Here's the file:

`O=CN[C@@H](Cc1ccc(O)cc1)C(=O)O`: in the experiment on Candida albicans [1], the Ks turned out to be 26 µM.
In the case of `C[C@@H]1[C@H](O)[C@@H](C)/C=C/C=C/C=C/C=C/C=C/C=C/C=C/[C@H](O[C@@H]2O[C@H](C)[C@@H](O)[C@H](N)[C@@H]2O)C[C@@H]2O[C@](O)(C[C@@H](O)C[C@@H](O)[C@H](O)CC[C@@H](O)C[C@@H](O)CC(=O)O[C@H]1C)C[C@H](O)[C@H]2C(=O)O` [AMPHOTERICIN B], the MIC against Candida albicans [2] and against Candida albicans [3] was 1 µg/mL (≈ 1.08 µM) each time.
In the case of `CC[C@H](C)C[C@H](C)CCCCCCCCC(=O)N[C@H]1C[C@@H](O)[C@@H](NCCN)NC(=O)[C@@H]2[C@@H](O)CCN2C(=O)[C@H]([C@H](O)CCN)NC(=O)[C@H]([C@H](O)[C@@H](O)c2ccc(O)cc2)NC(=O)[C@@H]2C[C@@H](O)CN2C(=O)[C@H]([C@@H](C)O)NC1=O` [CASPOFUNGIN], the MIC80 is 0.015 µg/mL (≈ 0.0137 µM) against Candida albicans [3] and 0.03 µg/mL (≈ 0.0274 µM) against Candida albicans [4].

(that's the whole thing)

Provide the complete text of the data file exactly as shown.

`O=CN[C@@H](Cc1ccc(O)cc1)C(=O)O`: in the experiment on Candida albicans [1], the Ks turned out to be 26 µM.
In the case of `C[C@@H]1[C@H](O)[C@@H](C)/C=C/C=C/C=C/C=C/C=C/C=C/C=C/[C@H](O[C@@H]2O[C@H](C)[C@@H](O)[C@H](N)[C@@H]2O)C[C@@H]2O[C@](O)(C[C@@H](O)C[C@@H](O)[C@H](O)CC[C@@H](O)C[C@@H](O)CC(=O)O[C@H]1C)C[C@H](O)[C@H]2C(=O)O` [AMPHOTERICIN B], the MIC against Candida albicans [2] and against Candida albicans [3] was 1 µg/mL (≈ 1.08 µM) each time.
In the case of `CC[C@H](C)C[C@H](C)CCCCCCCCC(=O)N[C@H]1C[C@@H](O)[C@@H](NCCN)NC(=O)[C@@H]2[C@@H](O)CCN2C(=O)[C@H]([C@H](O)CCN)NC(=O)[C@H]([C@H](O)[C@@H](O)c2ccc(O)cc2)NC(=O)[C@@H]2C[C@@H](O)CN2C(=O)[C@H]([C@@H](C)O)NC1=O` [CASPOFUNGIN], the MIC80 is 0.015 µg/mL (≈ 0.0137 µM) against Candida albicans [3] and 0.03 µg/mL (≈ 0.0274 µM) against Candida albicans [4].